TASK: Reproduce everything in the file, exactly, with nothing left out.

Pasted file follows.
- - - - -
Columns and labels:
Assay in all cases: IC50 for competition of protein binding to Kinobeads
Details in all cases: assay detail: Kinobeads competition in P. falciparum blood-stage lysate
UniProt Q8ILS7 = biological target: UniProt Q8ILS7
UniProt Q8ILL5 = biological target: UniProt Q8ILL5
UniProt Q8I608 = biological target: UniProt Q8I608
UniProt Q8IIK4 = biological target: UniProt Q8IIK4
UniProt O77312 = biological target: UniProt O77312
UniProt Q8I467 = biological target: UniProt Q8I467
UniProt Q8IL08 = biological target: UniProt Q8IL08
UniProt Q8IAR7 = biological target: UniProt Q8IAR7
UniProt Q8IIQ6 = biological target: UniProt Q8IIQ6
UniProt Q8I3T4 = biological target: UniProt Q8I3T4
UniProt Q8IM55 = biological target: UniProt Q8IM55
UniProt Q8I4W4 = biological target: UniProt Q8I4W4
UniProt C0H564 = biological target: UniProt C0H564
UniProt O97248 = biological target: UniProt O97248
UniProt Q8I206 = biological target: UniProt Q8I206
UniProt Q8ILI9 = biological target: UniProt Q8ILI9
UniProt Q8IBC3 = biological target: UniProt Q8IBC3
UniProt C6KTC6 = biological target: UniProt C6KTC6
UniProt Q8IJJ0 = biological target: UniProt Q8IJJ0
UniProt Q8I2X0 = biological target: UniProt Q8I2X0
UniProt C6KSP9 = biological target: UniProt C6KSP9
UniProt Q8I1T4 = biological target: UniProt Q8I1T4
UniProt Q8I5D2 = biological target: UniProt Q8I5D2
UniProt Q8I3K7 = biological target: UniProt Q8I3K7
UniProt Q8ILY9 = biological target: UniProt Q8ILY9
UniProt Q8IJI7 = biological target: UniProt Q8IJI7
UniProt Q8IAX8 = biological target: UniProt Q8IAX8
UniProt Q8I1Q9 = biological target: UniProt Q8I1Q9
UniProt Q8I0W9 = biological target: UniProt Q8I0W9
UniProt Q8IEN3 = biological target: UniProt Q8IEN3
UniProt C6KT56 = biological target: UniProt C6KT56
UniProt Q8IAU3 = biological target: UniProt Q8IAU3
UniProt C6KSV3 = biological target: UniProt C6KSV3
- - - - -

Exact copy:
Columns and labels:
Assay in all cases: IC50 for competition of protein binding to Kinobeads
Details in all cases: assay detail: Kinobeads competition in P. falciparum blood-stage lysate
UniProt Q8ILS7 = biological target: UniProt Q8ILS7
UniProt Q8ILL5 = biological target: UniProt Q8ILL5
UniProt Q8I608 = biological target: UniProt Q8I608
UniProt Q8IIK4 = biological target: UniProt Q8IIK4
UniProt O77312 = biological target: UniProt O77312
UniProt Q8I467 = biological target: UniProt Q8I467
UniProt Q8IL08 = biological target: UniProt Q8IL08
UniProt Q8IAR7 = biological target: UniProt Q8IAR7
UniProt Q8IIQ6 = biological target: UniProt Q8IIQ6
UniProt Q8I3T4 = biological target: UniProt Q8I3T4
UniProt Q8IM55 = biological target: UniProt Q8IM55
UniProt Q8I4W4 = biological target: UniProt Q8I4W4
UniProt C0H564 = biological target: UniProt C0H564
UniProt O97248 = biological target: UniProt O97248
UniProt Q8I206 = biological target: UniProt Q8I206
UniProt Q8ILI9 = biological target: UniProt Q8ILI9
UniProt Q8IBC3 = biological target: UniProt Q8IBC3
UniProt C6KTC6 = biological target: UniProt C6KTC6
UniProt Q8IJJ0 = biological target: UniProt Q8IJJ0
UniProt Q8I2X0 = biological target: UniProt Q8I2X0
UniProt C6KSP9 = biological target: UniProt C6KSP9
UniProt Q8I1T4 = biological target: UniProt Q8I1T4
UniProt Q8I5D2 = biological target: UniProt Q8I5D2
UniProt Q8I3K7 = biological target: UniProt Q8I3K7
UniProt Q8ILY9 = biological target: UniProt Q8ILY9
UniProt Q8IJI7 = biological target: UniProt Q8IJI7
UniProt Q8IAX8 = biological target: UniProt Q8IAX8
UniProt Q8I1Q9 = biological target: UniProt Q8I1Q9
UniProt Q8I0W9 = biological target: UniProt Q8I0W9
UniProt Q8IEN3 = biological target: UniProt Q8IEN3
UniProt C6KT56 = biological target: UniProt C6KT56
UniProt Q8IAU3 = biological target: UniProt Q8IAU3
UniProt C6KSV3 = biological target: UniProt C6KSV3